I first heard about Ethereum's
The idea behind blockchain technology was interesting to me. The more I read, the more I could imagine a world in which variables were predetermined by participating parties, and acted upon autonomously of human day-to-day involvement. I thought through different use case scenarios, and saw how it could
The reason I'm so fascinated by use case scenarios for the blockchain in the gaming space is because when I was 17 years old, I was one of the highest ranked World of Warcraft players in North America.
I also had one of the first e-famous gaming blogs on the Internet, way back in 2007 before blogging was considered "cool." I was part of an elite group of gamers that essentially pioneered the booming eSports industry we know today, specifically within the World of Warcraft.
Back when I was a gamer, the concept of earning a living as a professional gamer was nothing more than a far and distant dream. Today, the eSports industry is valued at about $700 million, with an anticipated value of $1.5 billion by 2020,
But eSports is just one chapter in a much larger story.
When you start to look at the gaming industry as a whole, and the role eSports has played in its evolution and mainstream adoption, what you'll find is a breadth of opportunity for entrepreneurial disruption. There are so many more niches under the umbrella of "gaming" that it wouldn't be fair to call eSports and professional gaming the focal point.
With blockchain technology stepping onto the scene, we're now discovering so many other sub-niches where gamers, developers, fans, advertisers, and both hardware and software companies can push the boundary. Sticking with eSports for a moment, the followership surrounding games like League of Legends, Hearthstone, World of Warcraft, and more, rivals that of mainstream sports like football--and subsequently, platforms like DraftKings. Seeing this trend, Mark Cuban got behind Unikrn, a blockchain platform that allows users to bet on eSports matches in the same way.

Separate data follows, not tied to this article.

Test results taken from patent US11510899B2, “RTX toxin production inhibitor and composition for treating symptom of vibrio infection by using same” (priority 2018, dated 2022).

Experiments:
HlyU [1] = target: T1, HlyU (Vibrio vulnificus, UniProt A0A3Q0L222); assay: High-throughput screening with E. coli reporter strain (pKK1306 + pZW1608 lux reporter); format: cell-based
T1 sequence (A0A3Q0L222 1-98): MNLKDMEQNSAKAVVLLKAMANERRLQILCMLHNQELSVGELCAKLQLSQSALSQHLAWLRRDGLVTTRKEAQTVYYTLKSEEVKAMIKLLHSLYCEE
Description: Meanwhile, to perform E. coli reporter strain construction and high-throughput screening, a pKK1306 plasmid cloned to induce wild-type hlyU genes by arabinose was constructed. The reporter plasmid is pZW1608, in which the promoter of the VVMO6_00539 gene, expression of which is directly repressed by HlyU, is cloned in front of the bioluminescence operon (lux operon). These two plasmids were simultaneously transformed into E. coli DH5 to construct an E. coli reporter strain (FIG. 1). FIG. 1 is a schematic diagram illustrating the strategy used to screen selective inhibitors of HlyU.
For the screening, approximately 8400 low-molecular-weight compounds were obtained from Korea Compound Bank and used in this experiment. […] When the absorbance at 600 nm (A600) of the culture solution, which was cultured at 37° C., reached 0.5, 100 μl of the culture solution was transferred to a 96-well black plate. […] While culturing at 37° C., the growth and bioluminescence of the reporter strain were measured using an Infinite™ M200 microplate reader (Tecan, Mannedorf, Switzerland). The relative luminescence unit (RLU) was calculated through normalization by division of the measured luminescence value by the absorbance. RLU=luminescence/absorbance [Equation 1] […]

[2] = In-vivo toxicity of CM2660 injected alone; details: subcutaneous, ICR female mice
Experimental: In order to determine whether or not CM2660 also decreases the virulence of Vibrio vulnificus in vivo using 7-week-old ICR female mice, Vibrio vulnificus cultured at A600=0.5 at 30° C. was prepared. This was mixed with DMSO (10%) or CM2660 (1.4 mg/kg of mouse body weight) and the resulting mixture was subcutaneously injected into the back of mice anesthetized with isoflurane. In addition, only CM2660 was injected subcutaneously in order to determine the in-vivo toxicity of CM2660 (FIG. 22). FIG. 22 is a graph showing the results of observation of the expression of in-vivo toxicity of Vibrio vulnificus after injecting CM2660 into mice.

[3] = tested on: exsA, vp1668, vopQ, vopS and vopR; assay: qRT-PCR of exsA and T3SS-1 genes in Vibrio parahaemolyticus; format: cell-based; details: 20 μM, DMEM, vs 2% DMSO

Another example of how blockchain technology is disrupting the gaming space is in making use of idle hardware and computing power, with a platform by
If you're a gamer, this is an obvious quick win. (And besides, every gamer loves finding more ways to rack up digital rewards.)
But the value of cryptocurrencies isn't just incentivizing players inside games--but developers to make them in the first place.
One of the core challenges game developers face is in the distribution of the games they build.
It's a fragmented market. While game developers might be savvy enough to build the games themselves, being paid for the games they build is another issue entirely--especially when you're a consumer in one country looking to purchase a game developed in another.
One of the primary value adds cryptocurrencies have in society is their ability to improve transactions around the world--by removing the need for centralized banks. On a macro, economical level, the benefits of this are fairly obvious. But from a micro, even niche level, such as in terms of gaming, that is an entire industry in itself.
Unity recently partnered with blockchain platform
To put it simply: if the gaming industry as a whole is already growing at an exponential rate, then reducing some of these points of friction by allowing purchases through tokens will turn this industry into a rocket ship.
If you're not a gamer, it's easy to think some of these speculations are "far off," but as a gamer they make complete and total logical sense. Most people don't know that just about every MMORPG with a functioning in-game currency already operates in a similar fashion. There are websites right now where you can purchase in-game World of Warcraft gold for fiat--and it's been that way for decades.
The fact that we have a language now to that transaction process is not only exciting, but disruptive.
Cryptocurrencies are going to catapult the gaming industry forward.